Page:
Journal in weathered mailbox delivers messages of hope

By on July 20, 2015

The painting at the access is by Barbara Noel. (Sue Goodrich)

It’s been a year since the little red mailbox was erected at the Glenmere Avenue beach access, but in 12 short months it has become a mecca of hope for many who pass by on their way to the sea.

Filled with a journal and pens, the weathered mailbox at the access’s gazebo has become a haven for those looking to receive or give messages of hope — or maybe a little bit of both.

And now, the name of the access has been aptly renamed: “Hope Access at Glenmere Ave.”

Since its inception, visitors have filled four journals and more than 100 pages at this spot overlooking the Atlantic. It has become a favorite for family gatherings, quiet times by the ocean and even weddings.

For Sue Goodrich, the reason for the mailbox’s popularity is simple: “I really think that just like me, everyone needs a little help, no matter what phase of our lives we are in.”

The mailbox was her brainchild and was born during a time when she needed it most after her mother passed away.
Erected last July, it has survived salt spray, storms, cold winter days and lots of wear.

“So many people told me that if I put the mailbox up, to watch out for what people might do to it,” she said. “but that hasn’t happened. Everyone treats it with respect.”

The spot has always been a place for Goodrich to connect not only to herself and her thoughts, but also to the beauty of the sea. So it was just a natural fit when she was thinking about a place for this special mailbox.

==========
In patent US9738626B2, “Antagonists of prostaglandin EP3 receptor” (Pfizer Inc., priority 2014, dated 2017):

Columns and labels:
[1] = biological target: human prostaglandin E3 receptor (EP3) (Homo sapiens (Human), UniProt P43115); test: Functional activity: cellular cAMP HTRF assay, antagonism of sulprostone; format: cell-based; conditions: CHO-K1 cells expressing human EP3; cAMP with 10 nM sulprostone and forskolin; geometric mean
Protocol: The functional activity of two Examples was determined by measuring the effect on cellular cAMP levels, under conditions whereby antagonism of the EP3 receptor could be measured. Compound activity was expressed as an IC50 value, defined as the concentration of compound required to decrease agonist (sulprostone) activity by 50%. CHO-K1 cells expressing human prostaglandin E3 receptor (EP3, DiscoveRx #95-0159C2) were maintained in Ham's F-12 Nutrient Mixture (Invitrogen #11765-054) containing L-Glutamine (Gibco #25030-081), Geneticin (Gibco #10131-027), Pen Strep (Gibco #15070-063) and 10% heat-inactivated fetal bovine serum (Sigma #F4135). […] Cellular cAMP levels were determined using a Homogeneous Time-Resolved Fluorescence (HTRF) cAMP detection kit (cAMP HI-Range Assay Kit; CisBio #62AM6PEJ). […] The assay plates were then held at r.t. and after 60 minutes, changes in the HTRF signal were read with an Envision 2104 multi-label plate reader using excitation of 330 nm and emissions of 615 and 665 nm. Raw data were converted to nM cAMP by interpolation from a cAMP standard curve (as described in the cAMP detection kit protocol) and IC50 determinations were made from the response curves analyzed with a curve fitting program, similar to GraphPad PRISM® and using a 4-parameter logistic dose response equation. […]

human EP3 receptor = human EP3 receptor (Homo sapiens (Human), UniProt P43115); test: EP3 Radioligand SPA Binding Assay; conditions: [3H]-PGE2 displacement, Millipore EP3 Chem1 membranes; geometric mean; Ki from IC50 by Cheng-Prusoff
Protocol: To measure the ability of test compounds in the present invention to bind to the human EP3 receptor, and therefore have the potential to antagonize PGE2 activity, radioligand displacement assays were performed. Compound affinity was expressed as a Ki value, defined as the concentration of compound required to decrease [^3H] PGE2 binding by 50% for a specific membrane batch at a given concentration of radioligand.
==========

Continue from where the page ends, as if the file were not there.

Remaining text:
Because of the positive response, the town has designated a physical address for the mailbox so that no matter where people were, they could always send a note of hope 365 days a year.

The message Goodrich hopes to send with the new address is this: “Even if you are not near, the Angels (the little red mailbox) do hear.”

Goodrich’s husband Eddie donated the gazebo and other improvements at the access in 2004. More improvements have been made at the site, including the installation of a bench.

Goodrich says she has a long list of entries that she holds close to her heart, and speaks affectionately of one man who visited the mailbox so regularly during a difficult period in his life that a special journal was made for him.

The dialogue between him and strangers in the journal for several months helped pull him out of despair, Goodrich said.

A favorite recent entry came via postcard not long ago. It was one she found difficult to read but fully believes in: “Where there is hope, there is faith and where there is faith, there are miracles.”

Benny Baldwin of Baldwin Video Productions is also creating a video about the mailbox for the town.

“I love that Sue was inspired to start the little red mailbox and that she chose her favorite beach access for it,” said Kill Devil Hills Mayor Sheila Davies. “I believe the little red mailbox and the hope and inspiration it protrudes is a testament to the special people who are part of the fabric of our wonderful town.”

Goodrich says she is considering ways of compiling the entries and possibly having them on display at the Dare County Library in Kill Devil Hills.

While she’d love to see her idea spread, for right now she is happy that the Hope Access would always a place for those who visit to refuel, soak in nature and, of course, fill up on a little hope.



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